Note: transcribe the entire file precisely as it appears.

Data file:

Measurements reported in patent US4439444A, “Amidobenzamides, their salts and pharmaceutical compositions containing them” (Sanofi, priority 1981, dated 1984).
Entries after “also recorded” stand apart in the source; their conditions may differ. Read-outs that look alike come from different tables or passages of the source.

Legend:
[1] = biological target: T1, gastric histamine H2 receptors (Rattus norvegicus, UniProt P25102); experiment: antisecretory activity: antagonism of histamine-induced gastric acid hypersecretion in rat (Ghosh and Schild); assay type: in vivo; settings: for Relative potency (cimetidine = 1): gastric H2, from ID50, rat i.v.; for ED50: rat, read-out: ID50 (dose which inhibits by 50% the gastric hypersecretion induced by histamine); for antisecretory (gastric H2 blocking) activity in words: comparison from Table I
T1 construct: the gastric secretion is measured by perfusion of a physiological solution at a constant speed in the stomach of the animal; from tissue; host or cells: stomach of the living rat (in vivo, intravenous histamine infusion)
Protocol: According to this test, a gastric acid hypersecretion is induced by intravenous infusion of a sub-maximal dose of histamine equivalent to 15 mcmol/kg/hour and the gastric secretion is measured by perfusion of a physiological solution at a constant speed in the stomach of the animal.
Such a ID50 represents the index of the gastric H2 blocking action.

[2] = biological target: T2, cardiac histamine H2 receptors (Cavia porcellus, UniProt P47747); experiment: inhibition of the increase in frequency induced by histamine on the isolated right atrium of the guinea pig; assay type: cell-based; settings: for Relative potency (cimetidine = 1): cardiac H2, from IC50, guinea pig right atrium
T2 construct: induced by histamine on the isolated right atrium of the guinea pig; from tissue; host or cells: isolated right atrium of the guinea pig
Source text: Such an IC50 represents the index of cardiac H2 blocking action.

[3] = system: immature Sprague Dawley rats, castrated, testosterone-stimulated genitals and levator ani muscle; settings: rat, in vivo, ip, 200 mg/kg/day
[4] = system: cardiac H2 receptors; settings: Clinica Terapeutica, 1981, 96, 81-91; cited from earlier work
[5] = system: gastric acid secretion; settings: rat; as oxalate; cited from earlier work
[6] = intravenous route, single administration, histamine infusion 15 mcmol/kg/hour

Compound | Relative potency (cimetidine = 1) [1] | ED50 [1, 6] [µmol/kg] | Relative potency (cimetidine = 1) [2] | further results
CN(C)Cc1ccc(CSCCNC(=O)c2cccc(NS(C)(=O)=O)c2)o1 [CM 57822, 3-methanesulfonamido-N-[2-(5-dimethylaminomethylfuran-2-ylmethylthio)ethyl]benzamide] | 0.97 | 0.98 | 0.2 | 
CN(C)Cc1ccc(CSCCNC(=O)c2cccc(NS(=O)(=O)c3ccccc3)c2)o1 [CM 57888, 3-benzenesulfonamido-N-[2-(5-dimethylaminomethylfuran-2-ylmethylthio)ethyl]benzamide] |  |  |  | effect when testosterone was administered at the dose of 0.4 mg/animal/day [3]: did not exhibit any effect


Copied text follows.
Measurements reported in patent US4439444A, “Amidobenzamides, their salts and pharmaceutical compositions containing them” (Sanofi, priority 1981, dated 1984).
Entries after “also recorded” stand apart in the source; their conditions may differ. Read-outs that look alike come from different tables or passages of the source.

Legend:
[1] = biological target: T1, gastric histamine H2 receptors (Rattus norvegicus, UniProt P25102); experiment: antisecretory activity: antagonism of histamine-induced gastric acid hypersecretion in rat (Ghosh and Schild); assay type: in vivo; settings: for Relative potency (cimetidine = 1): gastric H2, from ID50, rat i.v.; for ED50: rat, read-out: ID50 (dose which inhibits by 50% the gastric hypersecretion induced by histamine); for antisecretory (gastric H2 blocking) activity in words: comparison from Table I
T1 construct: the gastric secretion is measured by perfusion of a physiological solution at a constant speed in the stomach of the animal; from tissue; host or cells: stomach of the living rat (in vivo, intravenous histamine infusion)
Protocol: According to this test, a gastric acid hypersecretion is induced by intravenous infusion of a sub-maximal dose of histamine equivalent to 15 mcmol/kg/hour and the gastric secretion is measured by perfusion of a physiological solution at a constant speed in the stomach of the animal.
Such a ID50 represents the index of the gastric H2 blocking action.

[2] = biological target: T2, cardiac histamine H2 receptors (Cavia porcellus, UniProt P47747); experiment: inhibition of the increase in frequency induced by histamine on the isolated right atrium of the guinea pig; assay type: cell-based; settings: for Relative potency (cimetidine = 1): cardiac H2, from IC50, guinea pig right atrium
T2 construct: induced by histamine on the isolated right atrium of the guinea pig; from tissue; host or cells: isolated right atrium of the guinea pig
Source text: Such an IC50 represents the index of cardiac H2 blocking action.

[3] = system: immature Sprague Dawley rats, castrated, testosterone-stimulated genitals and levator ani muscle; settings: rat, in vivo, ip, 200 mg/kg/day
[4] = system: cardiac H2 receptors; settings: Clinica Terapeutica, 1981, 96, 81-91; cited from earlier work
[5] = system: gastric acid secretion; settings: rat; as oxalate; cited from earlier work
[6] = intravenous route, single administration, histamine infusion 15 mcmol/kg/hour

Compound | Relative potency (cimetidine = 1) [1] | ED50 [1, 6] [µmol/kg] | Relative potency (cimetidine = 1) [2] | further results
CN(C)Cc1ccc(CSCCNC(=O)c2cccc(NS(C)(=O)=O)c2)o1 [CM 57822, 3-methanesulfonamido-N-[2-(5-dimethylaminomethylfuran-2-ylmethylthio)ethyl]benzamide] | 0.97 | 0.98 | 0.2 | 
CN(C)Cc1ccc(CSCCNC(=O)c2cccc(NS(=O)(=O)c3ccccc3)c2)o1 [CM 57888, 3-benzenesulfonamido-N-[2-(5-dimethylaminomethylfuran-2-ylmethylthio)ethyl]benzamide] |  |  |  | effect when testosterone was administered at the dose of 0.4 mg/animal/day [3]: did not exhibit any effect